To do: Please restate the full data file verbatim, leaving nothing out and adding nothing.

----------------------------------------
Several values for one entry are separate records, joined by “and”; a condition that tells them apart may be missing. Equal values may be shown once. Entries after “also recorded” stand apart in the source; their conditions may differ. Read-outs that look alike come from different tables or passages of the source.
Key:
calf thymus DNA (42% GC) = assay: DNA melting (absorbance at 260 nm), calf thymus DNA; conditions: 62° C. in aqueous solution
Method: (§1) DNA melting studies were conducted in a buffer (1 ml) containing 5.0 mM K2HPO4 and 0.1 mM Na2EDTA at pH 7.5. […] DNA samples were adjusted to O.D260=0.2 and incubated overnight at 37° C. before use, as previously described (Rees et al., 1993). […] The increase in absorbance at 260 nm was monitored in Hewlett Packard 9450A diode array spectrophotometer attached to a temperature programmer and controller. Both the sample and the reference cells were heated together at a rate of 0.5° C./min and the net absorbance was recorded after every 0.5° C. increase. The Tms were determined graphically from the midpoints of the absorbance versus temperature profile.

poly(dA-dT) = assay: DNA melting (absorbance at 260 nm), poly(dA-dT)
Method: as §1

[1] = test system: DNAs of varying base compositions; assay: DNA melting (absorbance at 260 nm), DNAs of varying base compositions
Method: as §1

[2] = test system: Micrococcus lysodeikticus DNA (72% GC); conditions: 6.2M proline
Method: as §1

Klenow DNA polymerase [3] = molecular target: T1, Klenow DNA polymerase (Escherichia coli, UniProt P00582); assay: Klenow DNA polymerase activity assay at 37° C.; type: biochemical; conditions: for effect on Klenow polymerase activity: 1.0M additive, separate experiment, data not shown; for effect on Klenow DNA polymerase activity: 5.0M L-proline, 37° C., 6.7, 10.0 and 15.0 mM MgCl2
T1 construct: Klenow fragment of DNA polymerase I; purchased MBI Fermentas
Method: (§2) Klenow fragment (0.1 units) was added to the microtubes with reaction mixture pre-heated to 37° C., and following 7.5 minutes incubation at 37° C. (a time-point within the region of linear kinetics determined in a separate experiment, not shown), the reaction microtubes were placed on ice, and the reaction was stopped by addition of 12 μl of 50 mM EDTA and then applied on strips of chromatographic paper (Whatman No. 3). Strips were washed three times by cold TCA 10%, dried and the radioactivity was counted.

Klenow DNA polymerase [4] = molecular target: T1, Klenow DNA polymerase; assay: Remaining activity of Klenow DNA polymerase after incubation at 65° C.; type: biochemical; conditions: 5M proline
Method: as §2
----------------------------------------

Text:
Several values for one entry are separate records, joined by “and”; a condition that tells them apart may be missing. Equal values may be shown once. Entries after “also recorded” stand apart in the source; their conditions may differ. Read-outs that look alike come from different tables or passages of the source.
Key:
calf thymus DNA (42% GC) = assay: DNA melting (absorbance at 260 nm), calf thymus DNA; conditions: 62° C. in aqueous solution
Method: (§1) DNA melting studies were conducted in a buffer (1 ml) containing 5.0 mM K2HPO4 and 0.1 mM Na2EDTA at pH 7.5. […] DNA samples were adjusted to O.D260=0.2 and incubated overnight at 37° C. before use, as previously described (Rees et al., 1993). […] The increase in absorbance at 260 nm was monitored in Hewlett Packard 9450A diode array spectrophotometer attached to a temperature programmer and controller. Both the sample and the reference cells were heated together at a rate of 0.5° C./min and the net absorbance was recorded after every 0.5° C. increase. The Tms were determined graphically from the midpoints of the absorbance versus temperature profile.

poly(dA-dT) = assay: DNA melting (absorbance at 260 nm), poly(dA-dT)
Method: as §1

[1] = test system: DNAs of varying base compositions; assay: DNA melting (absorbance at 260 nm), DNAs of varying base compositions
Method: as §1

[2] = test system: Micrococcus lysodeikticus DNA (72% GC); conditions: 6.2M proline
Method: as §1

Klenow DNA polymerase [3] = molecular target: T1, Klenow DNA polymerase (Escherichia coli, UniProt P00582); assay: Klenow DNA polymerase activity assay at 37° C.; type: biochemical; conditions: for effect on Klenow polymerase activity: 1.0M additive, separate experiment, data not shown; for effect on Klenow DNA polymerase activity: 5.0M L-proline, 37° C., 6.7, 10.0 and 15.0 mM MgCl2
T1 construct: Klenow fragment of DNA polymerase I; purchased MBI Fermentas
Method: (§2) Klenow fragment (0.1 units) was added to the microtubes with reaction mixture pre-heated to 37° C., and following 7.5 minutes incubation at 37° C. (a time-point within the region of linear kinetics determined in a separate experiment, not shown), the reaction microtubes were placed on ice, and the reaction was stopped by addition of 12 μl of 50 mM EDTA and then applied on strips of chromatographic paper (Whatman No. 3). Strips were washed three times by cold TCA 10%, dried and the radioactivity was counted.

Klenow DNA polymerase [4] = molecular target: T1, Klenow DNA polymerase; assay: Remaining activity of Klenow DNA polymerase after incubation at 65° C.; type: biochemical; conditions: 5M proline
Method: as §2